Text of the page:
Remember the last time you were in charge of buying a gift for a co-worker? Or collecting money to organize a bachelor party of your best friend? A French start-up called Leetchi.com, a platform for online group payments has just made your life easier. With over 3 million frequent users and four language versions (French, English, Spanish and German), Leetchi aims to become the group payment platform of choice for Europeans. And although there is still a room to growth, recent acquisition by the Crédit Mutuel Arkéa for a rumored price of $56 million (for 86 percent of the company) will certainly give it the dry powder to grow.
How it works
Leetchi is very simple. You can register for free, open an online pot of $$, set a target (or a minimum) you want to raise and invite friends to contribute (via email, Facebook or link). Done collecting? You can just transfer the money to your bank account, buy gifts through Leetchi.com with participating merchants or pay the person you were raising for directly. Still confused? See this.
The more the merrier
Leetchi exhibits strong direct network effects. The higher the number of users participating, the more it becomes the platform of choice for birthday gifts, weddings and other special occasions. Signing up is easy, with an option to log in using your Facebook account. Once the account is set up, users can store their payment details (credit or debit card) and contribute to a particular pot with one click. In line with other online payment platforms such as Venmo, Leetchi aims at creating social context around payments. For instance, once you set up a money pot for a friend, you can exchange messages and ideas as well as see how much the group has raised so far. Finally, while building the user base, founders have not forgotten about security concerns. In 2013 the company launched an e-wallet solution called Mangopay that has since been extended for other marketplaces beyond Leetchi.
Building momentum for the two-sided platform
Looking at PayPal, Leetchi knows how easy it is to loose to the “next best thing” in the world of online payments. That is why the company worked hard to sign up merchants, including the French Amazon, allowing users to purchase on Leetchi.com directly. For merchants it is an opportunity to reach customers that are already thinking about purchasing, in contrast to less targeted ads on social media. The bigger the group of users Leetchi is able to attract, the stronger will be the incentive for merchants to sign up for the platform. For customers on the other hand, there is a financial incentive to use merchants signed with Leetchi. When users buy through Leetchi, they don’t pay anything to the platform. Conversely, to transfer the money pot to a bank account, a user will incur a fee of ranging 2.9%-4% of collected amount.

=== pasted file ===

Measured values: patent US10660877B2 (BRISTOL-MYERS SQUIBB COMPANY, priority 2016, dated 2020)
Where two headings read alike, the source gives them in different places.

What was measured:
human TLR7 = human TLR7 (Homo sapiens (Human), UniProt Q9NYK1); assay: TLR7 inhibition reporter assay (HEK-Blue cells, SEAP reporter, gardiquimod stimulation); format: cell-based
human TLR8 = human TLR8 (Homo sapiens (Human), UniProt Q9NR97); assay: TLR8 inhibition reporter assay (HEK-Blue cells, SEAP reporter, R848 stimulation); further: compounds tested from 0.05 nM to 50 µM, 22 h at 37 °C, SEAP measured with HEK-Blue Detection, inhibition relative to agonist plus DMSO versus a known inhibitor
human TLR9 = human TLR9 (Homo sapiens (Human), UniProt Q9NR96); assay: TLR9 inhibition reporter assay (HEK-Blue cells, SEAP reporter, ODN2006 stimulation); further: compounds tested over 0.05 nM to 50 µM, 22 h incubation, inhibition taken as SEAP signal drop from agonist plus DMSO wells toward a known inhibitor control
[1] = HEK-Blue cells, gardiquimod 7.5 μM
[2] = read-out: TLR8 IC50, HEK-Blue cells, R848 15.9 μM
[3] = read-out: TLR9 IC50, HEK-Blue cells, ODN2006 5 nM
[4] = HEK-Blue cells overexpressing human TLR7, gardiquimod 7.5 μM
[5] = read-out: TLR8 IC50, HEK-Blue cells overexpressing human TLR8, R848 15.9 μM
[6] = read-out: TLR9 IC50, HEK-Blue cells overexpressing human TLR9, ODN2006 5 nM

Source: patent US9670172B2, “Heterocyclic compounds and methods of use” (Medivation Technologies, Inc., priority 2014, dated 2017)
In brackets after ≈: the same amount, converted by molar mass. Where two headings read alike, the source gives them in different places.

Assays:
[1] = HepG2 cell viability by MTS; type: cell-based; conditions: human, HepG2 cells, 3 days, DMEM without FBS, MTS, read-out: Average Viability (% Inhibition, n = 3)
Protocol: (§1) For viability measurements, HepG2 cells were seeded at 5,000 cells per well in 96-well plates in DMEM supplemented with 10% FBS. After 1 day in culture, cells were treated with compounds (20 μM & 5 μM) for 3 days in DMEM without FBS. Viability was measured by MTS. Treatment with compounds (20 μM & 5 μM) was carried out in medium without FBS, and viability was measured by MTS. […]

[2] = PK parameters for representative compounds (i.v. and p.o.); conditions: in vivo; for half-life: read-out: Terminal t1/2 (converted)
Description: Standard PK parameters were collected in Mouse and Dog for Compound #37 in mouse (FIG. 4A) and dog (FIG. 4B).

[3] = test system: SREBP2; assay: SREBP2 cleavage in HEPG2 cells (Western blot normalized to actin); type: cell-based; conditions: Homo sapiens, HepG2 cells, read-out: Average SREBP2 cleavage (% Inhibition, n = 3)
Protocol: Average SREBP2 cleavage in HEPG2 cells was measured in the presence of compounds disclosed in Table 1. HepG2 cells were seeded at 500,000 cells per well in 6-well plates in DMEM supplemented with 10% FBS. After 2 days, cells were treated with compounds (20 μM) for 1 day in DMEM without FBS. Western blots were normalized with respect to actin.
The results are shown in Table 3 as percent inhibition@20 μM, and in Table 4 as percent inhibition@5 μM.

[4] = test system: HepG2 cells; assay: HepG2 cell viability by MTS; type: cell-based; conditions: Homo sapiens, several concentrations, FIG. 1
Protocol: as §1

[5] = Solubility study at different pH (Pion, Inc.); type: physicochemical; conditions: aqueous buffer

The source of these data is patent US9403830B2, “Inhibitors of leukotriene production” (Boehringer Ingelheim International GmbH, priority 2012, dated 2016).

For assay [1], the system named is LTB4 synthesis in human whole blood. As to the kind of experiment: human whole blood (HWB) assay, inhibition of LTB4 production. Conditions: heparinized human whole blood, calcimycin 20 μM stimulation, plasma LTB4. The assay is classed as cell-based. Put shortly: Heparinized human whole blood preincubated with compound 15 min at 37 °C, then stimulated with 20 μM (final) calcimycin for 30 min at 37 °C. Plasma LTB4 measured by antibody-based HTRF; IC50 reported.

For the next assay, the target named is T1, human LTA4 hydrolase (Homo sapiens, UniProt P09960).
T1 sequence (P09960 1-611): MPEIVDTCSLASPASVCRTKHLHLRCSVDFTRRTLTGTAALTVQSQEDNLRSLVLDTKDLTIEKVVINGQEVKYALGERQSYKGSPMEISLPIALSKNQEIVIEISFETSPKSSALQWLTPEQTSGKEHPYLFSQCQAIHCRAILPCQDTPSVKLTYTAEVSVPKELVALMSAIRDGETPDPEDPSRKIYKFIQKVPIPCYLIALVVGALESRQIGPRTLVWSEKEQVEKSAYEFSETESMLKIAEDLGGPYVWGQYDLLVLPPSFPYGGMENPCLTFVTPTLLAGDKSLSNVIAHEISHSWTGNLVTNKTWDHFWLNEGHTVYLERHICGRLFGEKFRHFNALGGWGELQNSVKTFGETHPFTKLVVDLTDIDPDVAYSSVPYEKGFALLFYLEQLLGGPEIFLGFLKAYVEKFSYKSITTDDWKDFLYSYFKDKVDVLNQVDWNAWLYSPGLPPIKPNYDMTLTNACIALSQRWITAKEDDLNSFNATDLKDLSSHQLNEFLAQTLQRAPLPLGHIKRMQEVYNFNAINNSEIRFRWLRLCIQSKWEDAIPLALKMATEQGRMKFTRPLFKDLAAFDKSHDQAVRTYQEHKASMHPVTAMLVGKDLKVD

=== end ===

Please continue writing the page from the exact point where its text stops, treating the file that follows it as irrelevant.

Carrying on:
As Leetchi is tapping other European markets beyond France, it will encounter several challenges. The first-mover advantage it enjoys at home might be difficult to replicate abroad. Winning users as well as signing merchants in less familiar markets might slow down the user adoption and give ample time for competition to enter. In addition, any online giant (such as Google, PayPal, and Facebook) or even a credit card company may enter this lucrative market with much more money to spend on R&D. Nevertheless, Leetchi can hope that by the time the competition has caught up, the platform will have a critical mass of devout users, unwilling to switch to anything else.